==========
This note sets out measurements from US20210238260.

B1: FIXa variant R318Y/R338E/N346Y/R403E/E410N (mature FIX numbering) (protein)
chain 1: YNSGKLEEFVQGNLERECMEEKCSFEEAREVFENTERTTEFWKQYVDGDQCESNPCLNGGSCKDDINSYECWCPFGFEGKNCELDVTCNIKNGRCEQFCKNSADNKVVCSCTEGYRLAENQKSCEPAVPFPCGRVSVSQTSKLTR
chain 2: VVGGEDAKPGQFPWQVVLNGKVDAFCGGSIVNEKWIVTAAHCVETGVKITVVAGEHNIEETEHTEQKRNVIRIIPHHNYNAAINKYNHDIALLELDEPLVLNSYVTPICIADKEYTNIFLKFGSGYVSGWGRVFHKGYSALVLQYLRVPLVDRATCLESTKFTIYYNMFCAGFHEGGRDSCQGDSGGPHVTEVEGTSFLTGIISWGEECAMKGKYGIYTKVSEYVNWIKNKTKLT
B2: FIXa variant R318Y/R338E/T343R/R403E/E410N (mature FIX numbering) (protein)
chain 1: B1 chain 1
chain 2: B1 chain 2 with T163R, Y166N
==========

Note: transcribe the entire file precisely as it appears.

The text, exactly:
This note sets out measurements from US20210238260.

B1: FIXa variant R318Y/R338E/N346Y/R403E/E410N (mature FIX numbering) (protein)
chain 1: YNSGKLEEFVQGNLERECMEEKCSFEEAREVFENTERTTEFWKQYVDGDQCESNPCLNGGSCKDDINSYECWCPFGFEGKNCELDVTCNIKNGRCEQFCKNSADNKVVCSCTEGYRLAENQKSCEPAVPFPCGRVSVSQTSKLTR
chain 2: VVGGEDAKPGQFPWQVVLNGKVDAFCGGSIVNEKWIVTAAHCVETGVKITVVAGEHNIEETEHTEQKRNVIRIIPHHNYNAAINKYNHDIALLELDEPLVLNSYVTPICIADKEYTNIFLKFGSGYVSGWGRVFHKGYSALVLQYLRVPLVDRATCLESTKFTIYYNMFCAGFHEGGRDSCQGDSGGPHVTEVEGTSFLTGIISWGEECAMKGKYGIYTKVSEYVNWIKNKTKLT
B2: FIXa variant R318Y/R338E/T343R/R403E/E410N (mature FIX numbering) (protein)
chain 1: B1 chain 1
chain 2: B1 chain 2 with T163R, Y166N